|US4451871 *||Sep 29, 1982||May 29, 1984||Jog-O-Lite, Inc.||Safety light or the like with high current drive|
|US4831504 *||Nov 13, 1986||May 16, 1989||Junichi Nishizawa||Holder with semiconductor lighting device|
|US4963798 *||Feb 21, 1989||Oct 16, 1990||Mcdermott Kevin||Synthesized lighting device|
|US5149190 *||Jan 4, 1991||Sep 22, 1992||Bay Industrial And Mine Tech Inc.||Portable safety device|
|US5175528 *||Aug 5, 1991||Dec 29, 1992||Grace Technology, Inc.||Double oscillator battery powered flashing superluminescent light emitting diode safety warning light|
|US5313187 *||Sep 6, 1990||May 17, 1994||Bell Sports, Inc.||Battery-powered flashing superluminescent light emitting diode safety warning light|
|US5313188 *||Dec 28, 1992||May 17, 1994||Bell Sports, Inc.||Battery-powered flashing superluminescent light emitting diode safety warning light|
|US5386351 *||Feb 15, 1994||Jan 31, 1995||Blue Tiger Corporation||Convenience flashlight|
|US5475368 *||Jul 1, 1994||Dec 12, 1995||Dac Technologies Of America Inc.||Key chain alarm and light|
|US6095661 *||Mar 19, 1998||Aug 1, 2000||Ppt Vision, Inc.||Method and apparatus for an L.E.D. flashlight|
|Citing Patent||Filing date||Publication date||Applicant||Title|
|US6641283||Apr 12, 2002||Nov 4, 2003||Gelcore, Llc||LED puck light with detachable base|
|US6857756||Apr 10, 2002||Feb 22, 2005||General Manufacturing, Inc.||LED work light|
|US6893140||Dec 13, 2002||May 17, 2005||W. T. Storey, Inc.||Flashlight|
|US6957905||Oct 3, 2002||Oct 25, 2005||Led Pipe, Inc.||Solid state light source|
|US6979100||Jun 8, 2004||Dec 27, 2005||General Manufacturing, Inc.||LED work light|
|US7059744 *||Nov 7, 2003||Jun 13, 2006||Streamlight, Inc.||Flashlight having back light elements|
|US7083298||Jan 16, 2004||Aug 1, 2006||Led Pipe||Solid state light source|
|US7116294 *||Feb 7, 2003||Oct 3, 2006||Whelen Engineering Company, Inc.||LED driver circuits|
|US7322699 *||Aug 10, 2004||Jan 29, 2008||Carl Zeiss Meditec Ag||System and method for the non-contacting measurements of the eye|
|US7481551||Jun 12, 2006||Jan 27, 2009||Streamlight, Inc.||Flashlight having back light elements|
|US7682036||Nov 23, 2005||Mar 23, 2010||General Manufacturing, Inc.||Intrinsically safe light|
|US8104928||Jan 31, 2012||Cannon Safe Inc.||Adjustable direction LED puck light|
|US8314880||Jan 19, 2011||Nov 20, 2012||Nikon Corporation||Photographic illumination device, image-capturing system, camera system and camera|
|US8764195||Apr 12, 2012||Jul 1, 2014||Carl Zeiss Meditec Ag||System and method for the non-contacting measurements of the eye|
|US20020191396 *||Apr 10, 2002||Dec 19, 2002||Reiff Paul J.||LED work light|
|US20030115787 *||Dec 23, 2002||Jun 26, 2003||Lindgren Peter B.||Underwater lighted fishing lure|
|US20040111950 *||Oct 9, 2003||Jun 17, 2004||Lindgren Peter B.||Under water lighted fishing lure|
|US20040114358 *||Dec 13, 2002||Jun 17, 2004||Storey William T.||Flashlight|
|US20040155844 *||Feb 7, 2003||Aug 12, 2004||Whelen Engineering Company, Inc.||LED driver circuits|
|US20040170014 *||Jan 16, 2004||Sep 2, 2004||Pritchard Donald V.||Solid state light source|
|US20040228124 *||Jun 8, 2004||Nov 18, 2004||Reiff Paul J.||LED work light|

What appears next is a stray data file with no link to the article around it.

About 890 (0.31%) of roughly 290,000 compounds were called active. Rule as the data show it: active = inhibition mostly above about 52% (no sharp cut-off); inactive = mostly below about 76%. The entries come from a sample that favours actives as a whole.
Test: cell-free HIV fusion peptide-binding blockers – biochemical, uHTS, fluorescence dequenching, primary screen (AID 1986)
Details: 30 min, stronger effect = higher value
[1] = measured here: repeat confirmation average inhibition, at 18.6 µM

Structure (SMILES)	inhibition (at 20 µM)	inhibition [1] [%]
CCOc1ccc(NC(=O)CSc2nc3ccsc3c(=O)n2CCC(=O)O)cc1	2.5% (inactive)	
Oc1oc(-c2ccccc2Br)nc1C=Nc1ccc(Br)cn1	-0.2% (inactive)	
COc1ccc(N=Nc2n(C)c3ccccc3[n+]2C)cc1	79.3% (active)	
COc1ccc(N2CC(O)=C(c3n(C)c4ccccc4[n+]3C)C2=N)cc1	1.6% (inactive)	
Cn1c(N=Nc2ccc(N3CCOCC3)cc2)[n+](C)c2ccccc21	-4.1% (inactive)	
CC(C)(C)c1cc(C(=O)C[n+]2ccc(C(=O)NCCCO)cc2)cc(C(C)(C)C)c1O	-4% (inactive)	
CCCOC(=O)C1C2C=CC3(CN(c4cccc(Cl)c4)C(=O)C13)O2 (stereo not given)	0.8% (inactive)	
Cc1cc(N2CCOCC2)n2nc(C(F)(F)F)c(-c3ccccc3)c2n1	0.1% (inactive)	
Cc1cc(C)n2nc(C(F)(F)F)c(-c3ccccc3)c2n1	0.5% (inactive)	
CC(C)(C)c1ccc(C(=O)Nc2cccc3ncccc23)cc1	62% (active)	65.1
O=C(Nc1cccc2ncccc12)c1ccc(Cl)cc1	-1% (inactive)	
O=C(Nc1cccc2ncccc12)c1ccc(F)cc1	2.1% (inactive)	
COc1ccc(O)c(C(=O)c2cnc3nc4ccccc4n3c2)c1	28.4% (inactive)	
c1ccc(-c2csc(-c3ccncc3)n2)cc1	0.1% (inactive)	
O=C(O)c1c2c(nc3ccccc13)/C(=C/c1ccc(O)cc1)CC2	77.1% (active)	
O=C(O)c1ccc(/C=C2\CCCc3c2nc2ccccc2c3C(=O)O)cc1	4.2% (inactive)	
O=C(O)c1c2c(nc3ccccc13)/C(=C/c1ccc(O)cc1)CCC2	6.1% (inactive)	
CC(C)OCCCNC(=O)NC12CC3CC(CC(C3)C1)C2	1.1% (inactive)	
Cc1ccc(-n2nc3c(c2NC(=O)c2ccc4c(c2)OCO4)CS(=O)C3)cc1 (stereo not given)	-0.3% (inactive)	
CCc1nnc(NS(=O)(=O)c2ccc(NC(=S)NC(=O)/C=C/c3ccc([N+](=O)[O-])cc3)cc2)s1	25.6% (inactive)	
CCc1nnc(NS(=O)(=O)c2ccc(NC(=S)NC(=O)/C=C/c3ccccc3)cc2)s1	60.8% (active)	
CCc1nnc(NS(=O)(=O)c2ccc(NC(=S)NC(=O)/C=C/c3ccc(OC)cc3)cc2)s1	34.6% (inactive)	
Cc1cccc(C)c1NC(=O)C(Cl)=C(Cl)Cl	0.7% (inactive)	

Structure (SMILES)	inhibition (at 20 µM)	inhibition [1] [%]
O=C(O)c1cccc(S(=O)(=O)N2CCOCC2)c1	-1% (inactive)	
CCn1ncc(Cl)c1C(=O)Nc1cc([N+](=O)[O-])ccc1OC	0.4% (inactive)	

|US20050018137 *||Aug 10, 2004||Jan 27, 2005||Roland Barth||System and method for the non-contacting measurement of the axis length and/or cornea curvature and/or anterior chamber depth of the eye, preferably for intraocular lens calculation|
|US20050099804 *||Nov 7, 2003||May 12, 2005||Raymond Sharrah||Flashlight having back light elements|
|US20050122420 *||Dec 1, 2004||Jun 9, 2005||Nikon Corporation||Photographic illumination device, image-capturing system, camera system and camera|
|US20060109662 *||Nov 23, 2005||May 25, 2006||Reiff Paul J||Intrinsically safe light|
|US20060262527 *||Jun 12, 2006||Nov 23, 2006||Sharrah Raymond L||Flashlight having back light elements|
|US20070039119 *||Aug 19, 2005||Feb 22, 2007||The Scott Fetzer Company||Vacuum cleaner with headlamp|
|US20070177382 *||Aug 1, 2006||Aug 2, 2007||Led Pipe||Solid state light source|
|US20080111972 *||Oct 31, 2007||May 15, 2008||Carl Zeiss Meditec Ag||System and method for the non-contacting measurements of the eye|
|US20090122181 *||Dec 30, 2008||May 14, 2009||Nikon Corporation||Photographic illumination device, image-capturing system, camera system and camera|
|US20090135592 *||Nov 6, 2006||May 28, 2009||Sharp Kabushiki Kaisha||Led package, and illumination device and liquid crystal display device provided therewith|
|US20090190332 *||Jul 30, 2009||Sharrah Raymond L||Flashlight having back light elements|
|US20110115970 *||Jan 19, 2011||May 19, 2011||Nikon Corporation||Photographic illumination device, image-capturing system, camera system and camera|
|WO2004057948A2 *||Dec 16, 2003||Jul 15, 2004||Lindgren Peter B||Underwater lighted fishing lure|
|WO2004057948A3 *||Dec 16, 2003||Feb 24, 2005||Peter B Lindgren||Underwater lighted fishing lure|
|WO2005047763A2 *||Oct 29, 2004||May 26, 2005||Streamlight, Inc.||Flashlight having back light elements|
|WO2005047763A3 *||Oct 29, 2004||Apr 19, 2007||Streamlight Inc||Flashlight having back light elements|
|U.S. Classification||362/200, 362/157, 362/800, 362/184|
|International Classification||F21L4/00, F21L14/00, H05B33/00, H05B33/08, H05B37/02|
|Cooperative Classification||Y10S362/80, H05B33/0848, F21L11/00|
|European Classification||F21L11/00, H05B33/08D3B2|
|Jul 6, 2005||REMI||Maintenance fee reminder mailed|
|Dec 14, 2005||SULP||Surcharge for late payment|
|Dec 14, 2005||FPAY||Fee payment|
Year of fee payment: 4
|Jun 29, 2009||REMI||Maintenance fee reminder mailed|
|Dec 18, 2009||LAPS||Lapse for failure to pay maintenance fees|
|Feb 9, 2010||FP||Expired due to failure to pay maintenance fee|
Effective date: 20091218